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Horse Chestnut Tree

Horse Chestnut TreeThe Horse Chestnut (Aesculus Hippocastanum, Linn.) came originally from southern Asia, and has for centuries been a favourite tree for avenues and parks in Europe. In America it grows with even greater vigour than in the Old World. It is one of the trees commonly planted in the Eastern States, and has escaped from cultivation in many places.

Longfellow's "spreading chestnut tree" was a horse chestnut. He called the tree by the name popular in England, where the word "horse" is ordinarily left off. The most aged and imposing specimen trees are to be seen in our Eastern cities, or near them.

The trees reach their best development in more open country away from choking dust and smothering pavements. It is by no means the most desirable of trees, but it improves on acquaintance.

If you are in a city with a bare horse-chestnut tree outside your window, look at it. See the great varnished brown buds that tip the stout twigs. There are small buds on the sides in pairs, but these are evidently subordinates. The twigs are generally forked. This tells that a flower cluster came out of an end bud and the growth of the twig had to be carried up by a pair of side buds. The whole treetop is a great complex system of candelabra-each main branch curves up, then down, then up again to hold all its tips erect.

In late winter a subtle change comes over the horse-chestnut buds. They glimmer with an unwonted light as if warned from within of a great change about to take place. When the warm days come they swell and loosen their waxy scales, showing the silky grey down that lines them, and the close-packed leaves inside. If one would see a miracle he must watch the quick unfolding of the leaf bundle, the lifting of the pale green silvery tent and the spreading of the young leaves into erect umbrellas all over the treetop. During this brief period the trees are enchanting. I wish every house-pent human being could stop work and sit with folded hands and absorb the beauty and inspiration of this spectacle. A brief hour and it is over; the leaflets rise and go about their duties, leaving with us only a memory of their hour of adorable appealing babyhood.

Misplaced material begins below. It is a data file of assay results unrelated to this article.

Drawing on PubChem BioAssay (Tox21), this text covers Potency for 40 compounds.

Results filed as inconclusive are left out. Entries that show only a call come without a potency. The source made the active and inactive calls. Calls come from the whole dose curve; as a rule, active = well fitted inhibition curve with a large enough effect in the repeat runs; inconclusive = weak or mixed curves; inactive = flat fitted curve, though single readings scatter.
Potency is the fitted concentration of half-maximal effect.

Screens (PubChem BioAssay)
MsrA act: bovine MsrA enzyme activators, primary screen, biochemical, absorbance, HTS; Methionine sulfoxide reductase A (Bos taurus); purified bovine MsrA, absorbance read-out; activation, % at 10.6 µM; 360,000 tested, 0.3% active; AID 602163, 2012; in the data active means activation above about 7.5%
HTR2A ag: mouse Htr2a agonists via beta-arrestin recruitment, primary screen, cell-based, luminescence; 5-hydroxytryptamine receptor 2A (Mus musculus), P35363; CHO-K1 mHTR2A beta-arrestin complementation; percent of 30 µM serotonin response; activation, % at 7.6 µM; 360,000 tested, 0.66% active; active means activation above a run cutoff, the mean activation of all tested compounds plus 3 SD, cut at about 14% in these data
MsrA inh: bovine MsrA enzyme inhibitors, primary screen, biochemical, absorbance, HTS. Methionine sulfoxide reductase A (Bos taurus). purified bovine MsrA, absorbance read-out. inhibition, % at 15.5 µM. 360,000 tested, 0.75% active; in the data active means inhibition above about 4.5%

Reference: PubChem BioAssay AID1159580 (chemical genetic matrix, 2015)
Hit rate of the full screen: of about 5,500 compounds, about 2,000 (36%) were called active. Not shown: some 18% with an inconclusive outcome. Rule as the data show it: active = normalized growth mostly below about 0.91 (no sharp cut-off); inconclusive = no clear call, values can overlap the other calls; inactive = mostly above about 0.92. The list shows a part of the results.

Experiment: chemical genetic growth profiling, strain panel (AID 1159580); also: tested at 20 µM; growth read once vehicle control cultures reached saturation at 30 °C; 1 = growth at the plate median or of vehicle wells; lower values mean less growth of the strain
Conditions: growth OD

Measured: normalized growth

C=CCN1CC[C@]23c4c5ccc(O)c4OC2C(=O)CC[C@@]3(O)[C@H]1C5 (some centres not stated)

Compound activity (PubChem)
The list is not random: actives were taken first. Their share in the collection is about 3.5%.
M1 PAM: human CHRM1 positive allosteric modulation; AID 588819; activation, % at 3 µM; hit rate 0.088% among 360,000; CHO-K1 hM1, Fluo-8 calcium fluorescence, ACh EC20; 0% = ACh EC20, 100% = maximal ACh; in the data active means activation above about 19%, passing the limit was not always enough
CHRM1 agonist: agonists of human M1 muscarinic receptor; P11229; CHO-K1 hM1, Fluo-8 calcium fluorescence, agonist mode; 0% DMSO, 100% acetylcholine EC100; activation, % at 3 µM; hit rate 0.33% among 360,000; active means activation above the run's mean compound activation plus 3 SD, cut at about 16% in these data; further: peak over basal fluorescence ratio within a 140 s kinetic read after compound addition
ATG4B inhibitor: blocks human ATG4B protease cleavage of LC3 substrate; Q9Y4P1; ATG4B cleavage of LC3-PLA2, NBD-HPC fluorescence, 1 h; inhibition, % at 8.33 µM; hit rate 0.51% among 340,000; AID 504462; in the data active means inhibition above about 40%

The horse-chestnut tree in bloom is a superb sight- "a pyramid of green supporting a thousand pyramids of white!" Each blossom of the dense cluster has in its throat dashes of red and yellow, and the curving, yellow stamens are thrust far out of the ruffled border of the corolla. If they were rare flowers, they would be admired as orchids are now.

Few of the flowers set seed, as few have perfect pistils. The cluster does quite enough if it matures one or two burs. In fall the small boy assails the trees, knocks off and husks the smooth brown nuts, and how glowing and soft are the colours of them! They are "Conquerors" in games which recur as regularly among town children in the autumn as do games of marbles and the flying of kites in the spring.

The fall of the horse-chestnut leaves is a sudden and absolute surrender. When the time comes, the leaflets and the stem that bore them fall separately. The leaf has evidently expected to come apart, for the joints are perfect: there is no tearing nor breaking involved in the process.

The base of the leaf stalk leaves a scar on the twig which is strikingly like the print of a horse's hoof. This may have given its name to the tree. Or was it, as Gerarde explains, "for that the people of the east countries do with the fruit thereof cure their horses of the cough, shortness of breath, and such like diseases"? More probably the coarse, large, uneatable nuts are responsible; many rank-growing plants unfit for human food are similarly named, e.g., horse mint, horse nettle, horse sugar.

The great fault of the horse chestnut is that it is continually dropping something. "The bud scales first make a considerable litter; then the flowers fall like snow. The unripe fruits drop in all stages, and the leaves that choke to death in the crowded interior turn rusty yellow and drop all summer. It also casts too dense a shade, and in some regions is stripped of its foliage by caterpillars covered with tufts of white hairs-the larvae of the tussock moth. Few people who take thought will choose this tree when elms and hard maples can be had for planting.